All the Shah's Men: An American Coup and the Roots of Middle East Terror

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John Wiley & Sons, 2003 - History - 258 pages
9 Reviews
The national bestseller about America and Iran-now with new material on the coming showdown This new edition of the bestseller chosen as one of the best books of the year by the Washington Post and the Economist begins with a powerful new essay that warns against an American attack on Iran. As the drumbeat of threats against Iran intensifies in Washington, Kinzer argues that they are based on fantasies that are as dangerous as they are delusional. Any attack, he warns, would usher in another era of upheaval in Iran and the surrounding region, this time with the overlay of nuclear-tinged terror. There is more fertile ground for democratic change in Iran than in almost any other Muslim country, and Kinzer presents an alternate strategy for dealing with the burgeoning crisis there. 'As militants in Washington urge a second American attack on Iran, the story of the first one becomes more urgently relevant than ever,' Kinzer writes in his new essay. 'It shows the folly of using violence to try to reshape Iran.' 'A very gripping read.'-The New York Times 'An entirely engrossing, often riveting, nearly Homeric tale...For anyone with more than a passing interest in how the United States got into such a pickle in the Middle East, All the Shah's Men is as good as Grisham.'-The Washington Post Book World Stephen Kinzer (Chicago, IL) is an award-winning foreign correspondent who has worked in more than 50 countries on five continents. He has been New York Times bureau chief in Istanbul, Berlin, and Managua, Nicaragua. His other books include Overthrow: America's Century of Regime Change from Hawaii to Iraq (978-0-8050-8240-1).

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All the Shah's men: an American coup and the roots of Middle East terror

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That the past is prolog is especially true in this astonishing account of the 1953 overthrow of nationalist Iranian leader Mohammed Mossadegh, who became prime minister in 1951 and immediately ... Read full review

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If you want to know why UK and US governments are so distrusted in Iran and in the Middle East you need to read this book. Follow the link below for some extracts but it’s worth buying and reading the complete book.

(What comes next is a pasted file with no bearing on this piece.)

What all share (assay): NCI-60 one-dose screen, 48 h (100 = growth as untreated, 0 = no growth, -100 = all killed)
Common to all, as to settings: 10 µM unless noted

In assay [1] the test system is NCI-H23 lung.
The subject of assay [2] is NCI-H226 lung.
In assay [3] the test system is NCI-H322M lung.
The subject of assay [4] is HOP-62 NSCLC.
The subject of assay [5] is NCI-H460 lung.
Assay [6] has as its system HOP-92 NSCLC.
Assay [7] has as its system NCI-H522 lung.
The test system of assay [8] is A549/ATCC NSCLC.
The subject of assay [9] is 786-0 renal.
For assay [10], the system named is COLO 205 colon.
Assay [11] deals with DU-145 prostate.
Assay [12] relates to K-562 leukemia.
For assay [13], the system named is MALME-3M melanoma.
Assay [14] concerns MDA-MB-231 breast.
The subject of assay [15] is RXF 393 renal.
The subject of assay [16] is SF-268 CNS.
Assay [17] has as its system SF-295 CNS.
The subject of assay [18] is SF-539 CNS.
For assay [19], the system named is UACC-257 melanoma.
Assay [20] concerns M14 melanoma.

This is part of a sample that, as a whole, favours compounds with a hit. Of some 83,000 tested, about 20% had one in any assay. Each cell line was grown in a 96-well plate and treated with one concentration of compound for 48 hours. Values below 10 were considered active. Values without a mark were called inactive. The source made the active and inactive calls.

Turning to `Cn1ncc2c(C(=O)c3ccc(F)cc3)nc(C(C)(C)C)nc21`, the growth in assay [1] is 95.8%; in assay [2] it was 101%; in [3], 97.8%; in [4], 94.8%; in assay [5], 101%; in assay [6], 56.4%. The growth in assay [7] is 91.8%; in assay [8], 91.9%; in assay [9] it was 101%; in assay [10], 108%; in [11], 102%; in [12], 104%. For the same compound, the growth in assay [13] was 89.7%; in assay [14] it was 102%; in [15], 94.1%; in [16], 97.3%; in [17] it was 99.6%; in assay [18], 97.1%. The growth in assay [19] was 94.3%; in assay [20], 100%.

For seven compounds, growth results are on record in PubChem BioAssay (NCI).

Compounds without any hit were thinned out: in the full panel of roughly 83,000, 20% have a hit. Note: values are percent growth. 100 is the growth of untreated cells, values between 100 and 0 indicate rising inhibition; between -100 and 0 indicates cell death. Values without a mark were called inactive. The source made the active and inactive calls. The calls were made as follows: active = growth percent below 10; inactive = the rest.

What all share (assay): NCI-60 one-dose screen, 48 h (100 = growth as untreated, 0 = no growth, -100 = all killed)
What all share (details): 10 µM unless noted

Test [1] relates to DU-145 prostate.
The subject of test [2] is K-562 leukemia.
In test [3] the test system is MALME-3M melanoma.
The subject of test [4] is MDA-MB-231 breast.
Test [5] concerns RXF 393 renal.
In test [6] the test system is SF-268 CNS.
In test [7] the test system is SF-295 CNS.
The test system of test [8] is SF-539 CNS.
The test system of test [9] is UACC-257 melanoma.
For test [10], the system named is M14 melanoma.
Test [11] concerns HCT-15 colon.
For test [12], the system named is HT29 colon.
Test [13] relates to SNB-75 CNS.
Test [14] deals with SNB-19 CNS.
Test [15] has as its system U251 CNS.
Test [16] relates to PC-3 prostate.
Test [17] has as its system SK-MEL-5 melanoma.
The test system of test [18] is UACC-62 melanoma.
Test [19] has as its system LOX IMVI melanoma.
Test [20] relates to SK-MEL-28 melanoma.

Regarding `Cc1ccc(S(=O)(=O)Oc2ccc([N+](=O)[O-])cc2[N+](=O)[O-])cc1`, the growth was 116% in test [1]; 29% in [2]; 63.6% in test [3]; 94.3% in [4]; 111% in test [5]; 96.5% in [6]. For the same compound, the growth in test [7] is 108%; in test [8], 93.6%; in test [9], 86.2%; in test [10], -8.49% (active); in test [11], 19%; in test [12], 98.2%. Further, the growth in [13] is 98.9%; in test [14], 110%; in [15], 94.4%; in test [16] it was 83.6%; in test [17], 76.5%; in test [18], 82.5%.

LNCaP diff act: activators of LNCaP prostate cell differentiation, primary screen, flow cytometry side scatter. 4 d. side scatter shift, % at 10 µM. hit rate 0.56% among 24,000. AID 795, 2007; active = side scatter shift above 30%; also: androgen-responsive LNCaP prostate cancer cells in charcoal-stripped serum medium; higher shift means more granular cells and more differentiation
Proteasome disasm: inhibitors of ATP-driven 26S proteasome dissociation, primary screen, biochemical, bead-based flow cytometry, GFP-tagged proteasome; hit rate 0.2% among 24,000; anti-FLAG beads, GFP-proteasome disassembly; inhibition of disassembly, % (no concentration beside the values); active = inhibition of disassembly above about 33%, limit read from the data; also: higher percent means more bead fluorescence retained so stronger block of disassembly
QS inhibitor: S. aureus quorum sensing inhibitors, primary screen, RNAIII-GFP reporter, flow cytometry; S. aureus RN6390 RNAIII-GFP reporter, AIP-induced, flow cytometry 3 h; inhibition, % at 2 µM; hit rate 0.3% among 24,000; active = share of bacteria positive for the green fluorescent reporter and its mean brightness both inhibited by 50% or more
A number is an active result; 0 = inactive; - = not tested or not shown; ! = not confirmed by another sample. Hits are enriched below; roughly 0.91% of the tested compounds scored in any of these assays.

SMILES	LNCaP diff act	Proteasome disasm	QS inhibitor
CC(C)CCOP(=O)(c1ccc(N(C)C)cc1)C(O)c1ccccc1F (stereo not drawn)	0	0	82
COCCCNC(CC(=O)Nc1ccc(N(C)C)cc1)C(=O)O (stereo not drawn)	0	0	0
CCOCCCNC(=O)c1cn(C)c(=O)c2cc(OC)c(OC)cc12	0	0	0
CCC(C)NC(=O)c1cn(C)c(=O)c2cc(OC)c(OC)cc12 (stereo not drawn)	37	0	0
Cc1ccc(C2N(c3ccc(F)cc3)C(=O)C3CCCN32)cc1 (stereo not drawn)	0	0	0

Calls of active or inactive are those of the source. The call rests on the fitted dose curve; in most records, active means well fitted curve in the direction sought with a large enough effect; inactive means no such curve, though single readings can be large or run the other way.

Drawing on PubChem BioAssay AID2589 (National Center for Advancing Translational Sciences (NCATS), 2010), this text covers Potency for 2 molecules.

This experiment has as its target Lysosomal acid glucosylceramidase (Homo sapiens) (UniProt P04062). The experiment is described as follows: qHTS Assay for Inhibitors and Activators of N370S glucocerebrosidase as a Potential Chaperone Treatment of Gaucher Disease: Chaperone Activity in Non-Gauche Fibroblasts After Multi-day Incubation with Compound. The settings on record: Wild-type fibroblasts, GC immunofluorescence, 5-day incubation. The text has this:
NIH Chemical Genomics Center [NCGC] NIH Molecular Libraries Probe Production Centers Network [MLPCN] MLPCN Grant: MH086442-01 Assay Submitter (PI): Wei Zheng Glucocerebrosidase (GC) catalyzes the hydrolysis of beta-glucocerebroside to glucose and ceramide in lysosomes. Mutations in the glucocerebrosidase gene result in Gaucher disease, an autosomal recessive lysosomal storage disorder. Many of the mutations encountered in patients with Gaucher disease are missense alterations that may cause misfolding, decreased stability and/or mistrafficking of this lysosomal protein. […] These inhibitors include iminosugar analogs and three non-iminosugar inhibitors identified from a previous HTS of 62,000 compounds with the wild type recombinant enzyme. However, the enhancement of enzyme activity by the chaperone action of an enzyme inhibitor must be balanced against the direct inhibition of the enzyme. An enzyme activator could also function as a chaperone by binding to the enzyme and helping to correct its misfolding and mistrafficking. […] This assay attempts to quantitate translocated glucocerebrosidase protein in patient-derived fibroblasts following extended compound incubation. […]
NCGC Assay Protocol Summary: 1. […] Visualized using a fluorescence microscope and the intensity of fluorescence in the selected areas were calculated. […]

The pathetic duo, Bush and Blair should have read this to know who the real "axes of evil" is. But I guess they knew, it was their predecessors who passed the title and the evilness to them.
The events of 1953 and overthrow of a legitimate democratic government in Iran by Prime Minister Churchill and President Eisenhower, lead to the revolution of 1979 and the rise of the Islamic Republic and the mullahs.
Saddam backed by US and The West invaded Iran in 1980. The war cost both sides in lives and economic damage: half a million Iraqi and Iranian soldiers, as well as civilians, are believed to have died ( Iraq was provided with and used Chemical Weapons in the war and shame on all who knew and stood silent. In 1994, I do remember marching in London against the use of chemical weapons and was astonished that it was only 500 to 600 of us. Later that day a few of us visited a young Iranian soldier in hospital that was flown in to be examined for the effects of CW. As I stood there watching the large fluid blistering face and body of the dying young man, I felt ashamed to be part of the human race and knew that moment will come back to hunt humanity. Saddam the monster was created by the West. In March 16, 1998, Halabja was attached, killing thousands of civilians. By August 2, 1990 Saddam the mad man had to be disarmed and the 1st Golf War and its aftermaths and …
After the 1979 revolution, US lost their best ally in the Middle East and tried to move their spying and listening stations to north Afghanistan. Soviet Union couldn't stand idle and decided to invade Afghanistan. This lead to CIA's creation of Bin Laden, which ultimately lead to Al Qaeda, 911, Afghanistan, 2nd Iraq war and the terror that is modern life.
The world has paid a heavy price for the greed of the British Petroleum formerly the Anglo-Iranian Oil Company and their stooges, Churchill & Eisenhower. All in the name of democracy.
Never in human history has so many been enslaved in the name of freedom by so few. (Ramin Soudbakhsh, 1982). Put that in your fat cigar and smoke it!

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About the author (2003)

Stephen Kinzer is an award-winning foreign correspondent who has worked in more than fifty countries. He has been New York Times bureau chief in Istanbul, Berlin, and Managua, Nicaragua. His books include Overthrow: America's Century of Regime Change from Hawaii to Iraq and Crescent and Star: Turkey Between Two Worlds.

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